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As CMT Announces Nashville S5 Premiere, Consider Watching FOX’s Empire As a Companion Piece


If you’re a fan of the female-led country music-based show, Nashville, you got your first bit of good news when, after being cancelled by ABC after four seasons, CMT decided to pick it up and renew it for its fifth. Now, they’ve finally announced a release date.

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As reported by Deadline Hollywood, the show, starring Connie Britton and Hayden Panettiere, will have its fifth season premiere on CMT on January 5th, 2017. Thankfully, it will continue to stream new episodes the day after they air on Hulu, which is how I watched the show originally, because ain’t nobody got time for cable bills these days.

CMT dipped its toes into the waters of original scripted programming this season with the Billy Ray Cyrus vehicle, Still the King, which has done well for the network. Now they (along with pretty much every network that knows what they’re doing) are diving into the deep end and are more actively pursuing scripted projects, with Nashville anchoring a slate that includes Still the King, a new scripted miniseries called Million Dollar Quartet (based on the Broadway musical about a legendary jam session between Elvis, Johnny Cash, Carl Perkins, and Jerry Lee Lewis), and a new pilot called His Wives and Daughters.

If you’re not yet on the Nashville bandwagon, I would encourage you to take some time between now and January to check out the first four seasons of the show on Hulu. Yes, it can be very melodramatic. It’s set in the music industry, after all. However, it has a Lebanese-American female creator in Callie Khouri, who will continue on as an Executive Producer (even though the show has new showrunners in Marshall Herskovitz and Ed Zwick), and is not only a female-led story, but it’s very feminine in tone.


I often jokingly refer to Nashville as “white Empire,” and refer to Empire as “black Nashville.” Both are melodramatic family dramas set in the music industry (and have killer soundtracks). Both shows examine how women are marginalized and/or forced to do things to survive and thrive that would never be expected of men. Both shows examine LGBTQIA issues in extremely conservative and homophobic environments. The big difference between the two shows, other than the obvious racial differences, is the fact that Empire is a very testosterone-fueled show.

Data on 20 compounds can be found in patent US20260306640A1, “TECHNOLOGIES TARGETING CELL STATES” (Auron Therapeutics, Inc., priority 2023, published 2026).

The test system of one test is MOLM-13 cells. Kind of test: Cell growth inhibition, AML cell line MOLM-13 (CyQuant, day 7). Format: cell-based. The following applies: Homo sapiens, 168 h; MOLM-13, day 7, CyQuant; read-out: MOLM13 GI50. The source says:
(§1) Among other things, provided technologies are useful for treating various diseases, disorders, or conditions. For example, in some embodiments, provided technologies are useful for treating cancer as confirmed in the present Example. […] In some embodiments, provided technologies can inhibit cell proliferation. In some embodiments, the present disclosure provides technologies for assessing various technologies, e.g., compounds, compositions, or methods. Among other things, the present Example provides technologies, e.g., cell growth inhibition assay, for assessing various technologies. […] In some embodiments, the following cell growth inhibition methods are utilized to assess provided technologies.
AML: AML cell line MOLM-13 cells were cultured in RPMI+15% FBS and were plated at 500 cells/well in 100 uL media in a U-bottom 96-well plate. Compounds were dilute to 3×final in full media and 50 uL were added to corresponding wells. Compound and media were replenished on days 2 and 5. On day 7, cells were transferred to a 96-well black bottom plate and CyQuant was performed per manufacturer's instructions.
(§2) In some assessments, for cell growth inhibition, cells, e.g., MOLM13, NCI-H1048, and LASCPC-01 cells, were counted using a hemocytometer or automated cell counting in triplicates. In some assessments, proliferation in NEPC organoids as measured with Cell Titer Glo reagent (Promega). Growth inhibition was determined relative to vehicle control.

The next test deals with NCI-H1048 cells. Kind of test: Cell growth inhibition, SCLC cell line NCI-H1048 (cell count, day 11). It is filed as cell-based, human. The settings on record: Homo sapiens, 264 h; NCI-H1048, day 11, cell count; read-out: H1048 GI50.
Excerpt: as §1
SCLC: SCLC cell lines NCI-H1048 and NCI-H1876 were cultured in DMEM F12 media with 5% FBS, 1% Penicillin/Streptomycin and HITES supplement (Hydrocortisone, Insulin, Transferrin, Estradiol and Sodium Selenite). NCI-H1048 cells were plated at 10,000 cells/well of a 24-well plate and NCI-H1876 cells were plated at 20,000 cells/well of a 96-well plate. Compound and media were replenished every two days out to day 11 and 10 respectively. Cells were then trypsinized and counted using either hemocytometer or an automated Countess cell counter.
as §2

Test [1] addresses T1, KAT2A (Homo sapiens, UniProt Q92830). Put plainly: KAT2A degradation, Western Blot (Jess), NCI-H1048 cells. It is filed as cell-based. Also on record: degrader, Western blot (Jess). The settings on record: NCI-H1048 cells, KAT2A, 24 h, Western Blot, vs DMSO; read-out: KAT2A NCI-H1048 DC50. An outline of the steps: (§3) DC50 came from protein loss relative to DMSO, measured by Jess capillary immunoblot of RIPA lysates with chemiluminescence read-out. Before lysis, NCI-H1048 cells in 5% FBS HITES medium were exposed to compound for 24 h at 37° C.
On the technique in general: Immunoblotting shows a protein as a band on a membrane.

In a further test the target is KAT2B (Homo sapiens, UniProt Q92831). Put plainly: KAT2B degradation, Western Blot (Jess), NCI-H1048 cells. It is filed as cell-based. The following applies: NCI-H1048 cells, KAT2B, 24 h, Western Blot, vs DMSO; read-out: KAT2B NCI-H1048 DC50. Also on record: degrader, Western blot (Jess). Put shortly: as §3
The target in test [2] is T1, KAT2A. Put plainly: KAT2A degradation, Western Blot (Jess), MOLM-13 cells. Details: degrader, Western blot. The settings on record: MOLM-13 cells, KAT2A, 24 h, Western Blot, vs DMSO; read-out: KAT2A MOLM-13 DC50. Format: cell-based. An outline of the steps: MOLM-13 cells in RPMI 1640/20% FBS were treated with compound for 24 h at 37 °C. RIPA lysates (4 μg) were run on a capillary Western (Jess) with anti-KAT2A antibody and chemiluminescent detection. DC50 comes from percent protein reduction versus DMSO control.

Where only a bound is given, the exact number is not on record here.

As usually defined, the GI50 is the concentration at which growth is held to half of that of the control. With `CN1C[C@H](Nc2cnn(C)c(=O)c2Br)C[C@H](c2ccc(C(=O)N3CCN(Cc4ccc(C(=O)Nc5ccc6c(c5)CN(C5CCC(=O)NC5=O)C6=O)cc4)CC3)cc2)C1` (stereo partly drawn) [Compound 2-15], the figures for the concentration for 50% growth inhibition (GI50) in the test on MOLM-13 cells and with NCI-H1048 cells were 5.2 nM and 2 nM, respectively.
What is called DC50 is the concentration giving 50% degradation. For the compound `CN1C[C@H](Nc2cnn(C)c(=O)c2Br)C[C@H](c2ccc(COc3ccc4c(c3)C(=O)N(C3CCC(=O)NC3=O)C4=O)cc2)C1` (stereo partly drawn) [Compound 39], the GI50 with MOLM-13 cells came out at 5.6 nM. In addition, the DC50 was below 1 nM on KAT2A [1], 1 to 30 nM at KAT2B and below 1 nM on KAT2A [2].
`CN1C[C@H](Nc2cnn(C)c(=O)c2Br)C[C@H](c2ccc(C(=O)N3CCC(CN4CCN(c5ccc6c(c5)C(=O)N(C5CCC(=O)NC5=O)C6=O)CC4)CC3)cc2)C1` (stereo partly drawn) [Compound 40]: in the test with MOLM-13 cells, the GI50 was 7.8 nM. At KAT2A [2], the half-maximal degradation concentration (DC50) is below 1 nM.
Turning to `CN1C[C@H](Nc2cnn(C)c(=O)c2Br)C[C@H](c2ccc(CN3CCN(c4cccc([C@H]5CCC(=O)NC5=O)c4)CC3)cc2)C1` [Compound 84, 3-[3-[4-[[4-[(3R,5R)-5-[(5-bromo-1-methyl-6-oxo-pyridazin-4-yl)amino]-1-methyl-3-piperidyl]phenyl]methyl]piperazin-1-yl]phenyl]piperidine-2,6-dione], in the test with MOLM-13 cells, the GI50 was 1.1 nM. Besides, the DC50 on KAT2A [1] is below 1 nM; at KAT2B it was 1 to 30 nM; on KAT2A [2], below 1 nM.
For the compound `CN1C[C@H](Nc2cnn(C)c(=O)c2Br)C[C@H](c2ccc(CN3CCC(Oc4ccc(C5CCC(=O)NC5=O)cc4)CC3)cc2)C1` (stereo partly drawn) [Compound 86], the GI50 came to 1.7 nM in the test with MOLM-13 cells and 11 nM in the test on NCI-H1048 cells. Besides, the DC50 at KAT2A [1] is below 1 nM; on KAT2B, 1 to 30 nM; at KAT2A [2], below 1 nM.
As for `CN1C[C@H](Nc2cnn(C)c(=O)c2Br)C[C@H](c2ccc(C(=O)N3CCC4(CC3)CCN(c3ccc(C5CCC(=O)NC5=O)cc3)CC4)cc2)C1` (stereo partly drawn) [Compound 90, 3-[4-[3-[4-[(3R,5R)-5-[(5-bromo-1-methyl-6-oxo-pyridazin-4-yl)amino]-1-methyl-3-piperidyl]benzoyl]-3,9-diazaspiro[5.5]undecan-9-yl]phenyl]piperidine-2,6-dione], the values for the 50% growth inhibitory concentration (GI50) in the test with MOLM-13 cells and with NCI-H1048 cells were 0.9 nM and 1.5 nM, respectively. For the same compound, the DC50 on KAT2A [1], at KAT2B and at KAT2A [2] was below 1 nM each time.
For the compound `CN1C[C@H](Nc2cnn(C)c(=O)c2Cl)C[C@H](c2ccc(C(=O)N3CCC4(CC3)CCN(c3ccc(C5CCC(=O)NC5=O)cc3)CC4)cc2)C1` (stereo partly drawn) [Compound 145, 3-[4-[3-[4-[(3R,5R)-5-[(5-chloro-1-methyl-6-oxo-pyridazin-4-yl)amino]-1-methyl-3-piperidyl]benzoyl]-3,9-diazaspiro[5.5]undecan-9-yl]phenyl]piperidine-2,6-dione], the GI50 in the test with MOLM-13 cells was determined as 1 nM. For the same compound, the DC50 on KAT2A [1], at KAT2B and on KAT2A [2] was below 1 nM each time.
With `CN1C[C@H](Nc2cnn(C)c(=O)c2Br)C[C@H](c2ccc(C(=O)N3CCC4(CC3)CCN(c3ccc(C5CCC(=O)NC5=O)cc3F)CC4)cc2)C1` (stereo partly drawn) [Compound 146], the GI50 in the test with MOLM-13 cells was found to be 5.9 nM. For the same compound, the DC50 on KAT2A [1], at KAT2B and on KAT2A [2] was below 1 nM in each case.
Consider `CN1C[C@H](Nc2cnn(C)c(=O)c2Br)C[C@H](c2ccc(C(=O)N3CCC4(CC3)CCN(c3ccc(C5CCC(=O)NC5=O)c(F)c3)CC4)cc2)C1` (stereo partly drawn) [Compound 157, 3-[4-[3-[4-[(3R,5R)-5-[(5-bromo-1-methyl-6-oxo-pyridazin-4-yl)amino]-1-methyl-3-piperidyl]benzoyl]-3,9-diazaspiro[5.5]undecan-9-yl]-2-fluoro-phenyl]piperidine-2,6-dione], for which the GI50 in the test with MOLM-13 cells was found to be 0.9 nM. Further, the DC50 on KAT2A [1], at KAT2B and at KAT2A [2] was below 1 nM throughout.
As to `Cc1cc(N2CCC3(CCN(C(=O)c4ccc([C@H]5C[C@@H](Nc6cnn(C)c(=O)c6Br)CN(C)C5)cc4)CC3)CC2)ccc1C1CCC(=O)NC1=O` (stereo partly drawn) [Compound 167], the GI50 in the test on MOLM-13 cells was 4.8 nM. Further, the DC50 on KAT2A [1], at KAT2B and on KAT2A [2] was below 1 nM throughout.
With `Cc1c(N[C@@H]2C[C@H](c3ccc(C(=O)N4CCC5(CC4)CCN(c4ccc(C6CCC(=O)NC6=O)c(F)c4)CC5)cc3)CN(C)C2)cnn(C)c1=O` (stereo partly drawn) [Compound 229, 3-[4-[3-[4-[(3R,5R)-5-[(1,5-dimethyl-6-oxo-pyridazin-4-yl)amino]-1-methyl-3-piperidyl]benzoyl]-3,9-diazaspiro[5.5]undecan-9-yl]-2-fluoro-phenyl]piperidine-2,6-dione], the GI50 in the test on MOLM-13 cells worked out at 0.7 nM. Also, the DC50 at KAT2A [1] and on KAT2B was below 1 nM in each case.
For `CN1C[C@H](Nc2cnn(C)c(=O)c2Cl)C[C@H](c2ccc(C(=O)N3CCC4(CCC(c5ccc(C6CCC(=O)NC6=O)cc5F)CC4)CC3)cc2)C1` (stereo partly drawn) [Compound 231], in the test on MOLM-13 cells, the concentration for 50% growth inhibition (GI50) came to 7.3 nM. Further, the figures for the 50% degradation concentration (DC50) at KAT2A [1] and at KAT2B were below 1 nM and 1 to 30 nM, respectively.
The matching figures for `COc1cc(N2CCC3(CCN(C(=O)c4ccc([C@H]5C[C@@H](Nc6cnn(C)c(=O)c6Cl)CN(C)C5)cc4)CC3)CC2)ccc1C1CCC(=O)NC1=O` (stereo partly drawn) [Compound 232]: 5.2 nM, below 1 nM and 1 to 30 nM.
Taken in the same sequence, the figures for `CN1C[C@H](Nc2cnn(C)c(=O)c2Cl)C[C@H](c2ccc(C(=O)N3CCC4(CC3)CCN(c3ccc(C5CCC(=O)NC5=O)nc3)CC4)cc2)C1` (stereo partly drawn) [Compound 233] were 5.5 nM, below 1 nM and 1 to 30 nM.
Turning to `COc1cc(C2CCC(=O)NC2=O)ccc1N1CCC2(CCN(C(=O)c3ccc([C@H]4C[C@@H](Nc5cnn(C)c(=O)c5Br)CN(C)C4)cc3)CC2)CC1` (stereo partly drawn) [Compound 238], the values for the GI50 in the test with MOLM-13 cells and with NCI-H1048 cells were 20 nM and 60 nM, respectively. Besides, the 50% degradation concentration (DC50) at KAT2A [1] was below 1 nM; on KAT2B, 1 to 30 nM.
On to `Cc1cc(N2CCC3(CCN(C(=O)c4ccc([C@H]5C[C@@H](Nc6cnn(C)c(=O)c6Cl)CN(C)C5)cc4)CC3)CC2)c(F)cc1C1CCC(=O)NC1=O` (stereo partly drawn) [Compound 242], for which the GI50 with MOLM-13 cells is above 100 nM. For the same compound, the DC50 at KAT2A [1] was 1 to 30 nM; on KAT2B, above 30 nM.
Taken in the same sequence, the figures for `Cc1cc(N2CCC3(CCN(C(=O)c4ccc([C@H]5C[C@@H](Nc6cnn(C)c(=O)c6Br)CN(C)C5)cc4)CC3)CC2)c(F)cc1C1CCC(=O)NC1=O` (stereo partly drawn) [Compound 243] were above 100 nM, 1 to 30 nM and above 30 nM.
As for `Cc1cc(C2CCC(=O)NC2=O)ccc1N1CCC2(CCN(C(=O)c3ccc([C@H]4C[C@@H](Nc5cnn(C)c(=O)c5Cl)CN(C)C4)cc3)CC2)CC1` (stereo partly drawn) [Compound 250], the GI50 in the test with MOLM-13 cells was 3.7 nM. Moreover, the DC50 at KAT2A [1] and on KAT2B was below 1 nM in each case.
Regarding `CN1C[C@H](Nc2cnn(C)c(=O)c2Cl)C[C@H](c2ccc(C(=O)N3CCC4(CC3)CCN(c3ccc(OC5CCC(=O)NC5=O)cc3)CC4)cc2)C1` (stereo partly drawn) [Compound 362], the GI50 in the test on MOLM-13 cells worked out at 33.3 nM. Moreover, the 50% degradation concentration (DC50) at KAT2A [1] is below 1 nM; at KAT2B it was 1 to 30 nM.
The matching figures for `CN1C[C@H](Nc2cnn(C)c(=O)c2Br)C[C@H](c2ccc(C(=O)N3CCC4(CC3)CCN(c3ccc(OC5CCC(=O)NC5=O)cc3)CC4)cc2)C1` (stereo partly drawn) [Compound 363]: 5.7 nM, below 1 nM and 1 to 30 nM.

As hip-hop is a very masculine and male-dominated genre, despite the occasional Nicki Minaj, and as Empire was created by men (Danny Strong and Lee Daniels), this makes sense for Empire.

Nashville, being set in the country music scene, has the permission to be more feminine, and the show runs with that. The main protagonists are female, and most of the “B” and “C” plots of every episode focus on the female characters. The show looks at things like slut-shaming, sexism, harassment, substance abuse, and post-partum depression through a decidedly female lens, and even when they choose to focus on the male characters, it’s in a way that doesn’t marginalize the women. Whenever we’re watching a female character experiencing something sexist on the show, the tone of the show itself is always “Look at what bullshit this is.”

Actually, as Empire goes into its third season on FOX on September 21st, I might be watching both shows more comparatively this TV season. Each of these shows manages to sneak discussion of substantive issues into the melodrama and glamour of the industries they portray, and it would be interesting to contrast and compare the ways in which they address similar things and also the ways in which they differ. Where does race inform certain plotlines? Where does gender, or sexuality? And what, if anything, do hip-hop and country music have in common?

What do you think? Are any of you watching either show (or both)? How do you think they compare? Let’s talk music industry melodrama in the comments!

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Teresa Jusino
Teresa Jusino (she/her) is a native New Yorker and a proud Puerto Rican, Jewish, bisexual woman with ADHD. She's been writing professionally since 2010 and was a former TMS assistant editor from 2015-18. Now, she's back as a contributing writer. When not writing about pop culture, she's writing screenplays and is the creator of your future favorite genre show. Teresa lives in L.A. with her brilliant wife. Her other great loves include: Star Trek, The Last of Us, anything by Brian K. Vaughan, and her Level 5 android Paladin named Lal.

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